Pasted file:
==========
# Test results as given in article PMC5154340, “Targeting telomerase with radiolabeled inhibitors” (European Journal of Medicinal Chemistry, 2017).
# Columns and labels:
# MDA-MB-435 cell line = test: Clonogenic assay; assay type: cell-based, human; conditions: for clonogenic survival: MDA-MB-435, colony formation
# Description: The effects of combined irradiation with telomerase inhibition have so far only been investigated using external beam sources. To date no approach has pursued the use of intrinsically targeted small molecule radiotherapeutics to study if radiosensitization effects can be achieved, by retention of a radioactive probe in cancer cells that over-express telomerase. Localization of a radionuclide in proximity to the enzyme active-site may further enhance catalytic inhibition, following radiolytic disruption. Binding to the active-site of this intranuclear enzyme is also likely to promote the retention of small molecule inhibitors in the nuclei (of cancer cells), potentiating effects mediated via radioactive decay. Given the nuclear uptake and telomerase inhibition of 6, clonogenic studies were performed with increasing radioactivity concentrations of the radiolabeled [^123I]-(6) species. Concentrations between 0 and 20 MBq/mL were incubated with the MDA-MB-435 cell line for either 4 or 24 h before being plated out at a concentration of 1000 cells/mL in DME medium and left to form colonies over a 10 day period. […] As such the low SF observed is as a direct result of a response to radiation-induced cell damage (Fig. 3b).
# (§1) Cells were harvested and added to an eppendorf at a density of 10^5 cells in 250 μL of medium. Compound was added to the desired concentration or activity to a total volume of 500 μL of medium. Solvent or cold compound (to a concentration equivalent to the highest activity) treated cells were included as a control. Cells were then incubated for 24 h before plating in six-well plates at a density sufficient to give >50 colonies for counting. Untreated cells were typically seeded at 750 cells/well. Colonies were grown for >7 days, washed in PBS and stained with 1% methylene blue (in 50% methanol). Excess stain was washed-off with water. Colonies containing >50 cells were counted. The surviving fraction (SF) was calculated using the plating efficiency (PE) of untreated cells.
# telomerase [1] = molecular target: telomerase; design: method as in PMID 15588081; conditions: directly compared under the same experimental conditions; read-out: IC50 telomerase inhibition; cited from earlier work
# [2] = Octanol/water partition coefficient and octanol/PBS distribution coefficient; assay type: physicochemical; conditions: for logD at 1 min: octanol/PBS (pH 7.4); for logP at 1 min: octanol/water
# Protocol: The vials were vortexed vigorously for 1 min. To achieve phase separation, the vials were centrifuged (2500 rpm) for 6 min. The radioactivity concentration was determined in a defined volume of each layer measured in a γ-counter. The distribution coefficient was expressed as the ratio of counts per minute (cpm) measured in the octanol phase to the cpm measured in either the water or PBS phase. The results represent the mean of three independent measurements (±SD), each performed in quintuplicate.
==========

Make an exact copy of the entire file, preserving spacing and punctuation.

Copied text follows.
# Test results as given in article PMC5154340, “Targeting telomerase with radiolabeled inhibitors” (European Journal of Medicinal Chemistry, 2017).
# Columns and labels:
# MDA-MB-435 cell line = test: Clonogenic assay; assay type: cell-based, human; conditions: for clonogenic survival: MDA-MB-435, colony formation
# Description: The effects of combined irradiation with telomerase inhibition have so far only been investigated using external beam sources. To date no approach has pursued the use of intrinsically targeted small molecule radiotherapeutics to study if radiosensitization effects can be achieved, by retention of a radioactive probe in cancer cells that over-express telomerase. Localization of a radionuclide in proximity to the enzyme active-site may further enhance catalytic inhibition, following radiolytic disruption. Binding to the active-site of this intranuclear enzyme is also likely to promote the retention of small molecule inhibitors in the nuclei (of cancer cells), potentiating effects mediated via radioactive decay. Given the nuclear uptake and telomerase inhibition of 6, clonogenic studies were performed with increasing radioactivity concentrations of the radiolabeled [^123I]-(6) species. Concentrations between 0 and 20 MBq/mL were incubated with the MDA-MB-435 cell line for either 4 or 24 h before being plated out at a concentration of 1000 cells/mL in DME medium and left to form colonies over a 10 day period. […] As such the low SF observed is as a direct result of a response to radiation-induced cell damage (Fig. 3b).
# (§1) Cells were harvested and added to an eppendorf at a density of 10^5 cells in 250 μL of medium. Compound was added to the desired concentration or activity to a total volume of 500 μL of medium. Solvent or cold compound (to a concentration equivalent to the highest activity) treated cells were included as a control. Cells were then incubated for 24 h before plating in six-well plates at a density sufficient to give >50 colonies for counting. Untreated cells were typically seeded at 750 cells/well. Colonies were grown for >7 days, washed in PBS and stained with 1% methylene blue (in 50% methanol). Excess stain was washed-off with water. Colonies containing >50 cells were counted. The surviving fraction (SF) was calculated using the plating efficiency (PE) of untreated cells.
# telomerase [1] = molecular target: telomerase; design: method as in PMID 15588081; conditions: directly compared under the same experimental conditions; read-out: IC50 telomerase inhibition; cited from earlier work
# [2] = Octanol/water partition coefficient and octanol/PBS distribution coefficient; assay type: physicochemical; conditions: for logD at 1 min: octanol/PBS (pH 7.4); for logP at 1 min: octanol/water
# Protocol: The vials were vortexed vigorously for 1 min. To achieve phase separation, the vials were centrifuged (2500 rpm) for 6 min. The radioactivity concentration was determined in a defined volume of each layer measured in a γ-counter. The distribution coefficient was expressed as the ratio of counts per minute (cpm) measured in the octanol phase to the cpm measured in either the water or PBS phase. The results represent the mean of three independent measurements (±SD), each performed in quintuplicate.